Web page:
Thus, JFH was formed in my head. I had to jump through a lot of hoops to get the initial funding, but I worked on property in my own time and knew you could make money out of renovating it. I pitched and pitched until NHS Gateways gave me the money to get started. Then things started to pick up pace and we received money from the Transformation Challenge Award network, the police and crime commissioner’s office and the local authority, and had the backing of the police.

I am now on full-time secondment from Lancashire Constabulary to lead the enterprise. We have police officers and ex-offenders working side by side, united by the common purpose of creating meaningful employment and good accommodation.

The adults we work with are ex-offenders and people who have been in addiction, many of whom have been homeless or suffered from family breakdown or mental illness. But I see these people as amazing, with innate abilities – no matter their previous lives. As we help them to reconnect with their families, improve their skills, build new homes and strive for a better future, I see their passion, not their past.

A powerful thing we are able to do at JFH is to change a person’s identity – from being a heroin addict, a burglar, or a drinker, to being Mr X the plumber or Mrs Y the health and social care professional. They need to learn how to communicate with others, how to do the weekly shop or just what to wear for the appropriate occasion. When a grown man asks, ‘How do you make a friend?’ it gives you some idea of the personal challenges confronting the adults we work with – and just how difficult it can be for someone who is reintegrating into society.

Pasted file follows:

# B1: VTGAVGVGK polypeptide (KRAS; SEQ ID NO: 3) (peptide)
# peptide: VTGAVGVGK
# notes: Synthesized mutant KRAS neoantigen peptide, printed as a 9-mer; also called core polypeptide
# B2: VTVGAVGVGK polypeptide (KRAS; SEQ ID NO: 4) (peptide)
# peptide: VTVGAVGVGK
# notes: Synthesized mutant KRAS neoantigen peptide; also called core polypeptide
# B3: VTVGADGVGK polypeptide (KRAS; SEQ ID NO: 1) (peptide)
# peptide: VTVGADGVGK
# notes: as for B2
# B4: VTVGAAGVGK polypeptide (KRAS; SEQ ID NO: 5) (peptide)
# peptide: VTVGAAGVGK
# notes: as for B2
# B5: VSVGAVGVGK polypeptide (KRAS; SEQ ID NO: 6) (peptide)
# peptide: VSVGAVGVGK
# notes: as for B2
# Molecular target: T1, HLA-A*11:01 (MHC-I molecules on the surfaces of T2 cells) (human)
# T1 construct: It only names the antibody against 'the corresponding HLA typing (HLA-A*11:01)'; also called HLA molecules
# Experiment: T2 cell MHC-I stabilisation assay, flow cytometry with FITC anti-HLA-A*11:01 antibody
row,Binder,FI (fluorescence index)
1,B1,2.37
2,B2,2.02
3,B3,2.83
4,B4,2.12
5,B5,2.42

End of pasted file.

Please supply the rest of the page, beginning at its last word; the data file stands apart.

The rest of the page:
There has been so much learned in our first 18 months. From day one we have been the subject of an independent academic evaluation, led by Professor David Best, a leading criminologist from Sheffield Hallam University, with a team from ACT recovery. Professor Best, who has evaluated dozens of recovery-related projects worldwide, said JFH is ‘the most exciting’ he’s seen.

While ours is a common sense approach, it is not common. We hope that our evaluation, on top of our anecdotes and inspirational stories, will mean we can help more people in this way. Early intervention work to prevent the root causes of why people use substances, or experience mental health problems or family breakdown, is proving to be an effective way of reducing crime and reoffending, and austerity measures within the police meant they were open and receptive to new and innovative ideas.

We don’t get rid of people the first time they fail – we would sooner put our arms around them tighter and love them that bit more. JFH is all about building and promoting a person’s self worth, so we do a lot of supporting and handholding; budgeting for the weekly shop, sorting out bank accounts, arranging doctors’ appointments. But we do operate a ‘tough love’ programme, and set high expectations alongside that support. Our job is to inspire them to aspire to a positive future, and we support them to do this by paying into a workplace pension, even for apprentices, and paying well above the minimum wage. We’re really starting to show the benefits of investing in people in this way.

We now have people who were long-term homeless, sleeping rough for years, eating from bins and stealing to survive, living in a quality flat that they’ve built themselves. We have had parents telling us that they can be proud of their sons again; partners thanking us for giving them their loved one back. It’s very humbling, very special.